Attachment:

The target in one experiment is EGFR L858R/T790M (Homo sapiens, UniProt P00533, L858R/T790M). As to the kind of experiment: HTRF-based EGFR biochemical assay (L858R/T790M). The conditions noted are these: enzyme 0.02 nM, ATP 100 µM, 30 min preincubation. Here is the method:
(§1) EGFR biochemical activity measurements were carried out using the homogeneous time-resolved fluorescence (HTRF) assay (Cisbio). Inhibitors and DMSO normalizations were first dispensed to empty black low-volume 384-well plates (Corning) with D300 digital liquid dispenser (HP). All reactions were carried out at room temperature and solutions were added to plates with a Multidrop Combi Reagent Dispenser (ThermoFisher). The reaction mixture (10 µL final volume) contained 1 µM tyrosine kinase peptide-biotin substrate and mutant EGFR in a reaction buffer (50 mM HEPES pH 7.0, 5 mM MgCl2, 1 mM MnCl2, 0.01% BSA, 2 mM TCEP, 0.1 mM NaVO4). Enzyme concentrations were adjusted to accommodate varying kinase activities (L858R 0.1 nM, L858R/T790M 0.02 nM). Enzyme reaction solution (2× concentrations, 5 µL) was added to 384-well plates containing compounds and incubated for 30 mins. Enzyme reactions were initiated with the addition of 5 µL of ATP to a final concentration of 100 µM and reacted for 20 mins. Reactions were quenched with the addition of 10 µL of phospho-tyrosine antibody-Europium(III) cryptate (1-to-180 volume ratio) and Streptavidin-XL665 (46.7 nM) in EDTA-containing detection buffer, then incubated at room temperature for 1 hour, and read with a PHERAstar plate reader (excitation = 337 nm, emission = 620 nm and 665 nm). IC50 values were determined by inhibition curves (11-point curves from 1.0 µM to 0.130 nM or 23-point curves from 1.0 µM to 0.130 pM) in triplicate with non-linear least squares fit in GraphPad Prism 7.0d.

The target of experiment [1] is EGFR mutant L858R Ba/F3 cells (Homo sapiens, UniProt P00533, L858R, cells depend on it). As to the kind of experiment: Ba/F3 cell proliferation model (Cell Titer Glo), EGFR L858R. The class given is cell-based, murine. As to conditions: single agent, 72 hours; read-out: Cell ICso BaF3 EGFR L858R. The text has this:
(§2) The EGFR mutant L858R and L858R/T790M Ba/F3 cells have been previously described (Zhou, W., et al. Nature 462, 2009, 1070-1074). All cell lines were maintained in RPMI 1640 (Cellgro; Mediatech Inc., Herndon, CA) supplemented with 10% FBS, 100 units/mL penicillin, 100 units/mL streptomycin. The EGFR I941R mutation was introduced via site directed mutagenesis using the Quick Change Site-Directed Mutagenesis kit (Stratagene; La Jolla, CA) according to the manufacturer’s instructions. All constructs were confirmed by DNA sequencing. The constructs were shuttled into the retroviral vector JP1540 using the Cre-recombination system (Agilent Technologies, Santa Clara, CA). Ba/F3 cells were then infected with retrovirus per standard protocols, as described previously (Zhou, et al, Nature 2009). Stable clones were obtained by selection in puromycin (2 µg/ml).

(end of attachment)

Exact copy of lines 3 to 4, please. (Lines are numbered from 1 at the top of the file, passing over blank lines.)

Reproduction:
The target of experiment [1] is EGFR mutant L858R Ba/F3 cells (Homo sapiens, UniProt P00533, L858R, cells depend on it). As to the kind of experiment: Ba/F3 cell proliferation model (Cell Titer Glo), EGFR L858R. The class given is cell-based, murine. As to conditions: single agent, 72 hours; read-out: Cell ICso BaF3 EGFR L858R. The text has this:
(§2) The EGFR mutant L858R and L858R/T790M Ba/F3 cells have been previously described (Zhou, W., et al. Nature 462, 2009, 1070-1074). All cell lines were maintained in RPMI 1640 (Cellgro; Mediatech Inc., Herndon, CA) supplemented with 10% FBS, 100 units/mL penicillin, 100 units/mL streptomycin. The EGFR I941R mutation was introduced via site directed mutagenesis using the Quick Change Site-Directed Mutagenesis kit (Stratagene; La Jolla, CA) according to the manufacturer’s instructions. All constructs were confirmed by DNA sequencing. The constructs were shuttled into the retroviral vector JP1540 using the Cre-recombination system (Agilent Technologies, Santa Clara, CA). Ba/F3 cells were then infected with retrovirus per standard protocols, as described previously (Zhou, et al, Nature 2009). Stable clones were obtained by selection in puromycin (2 µg/ml).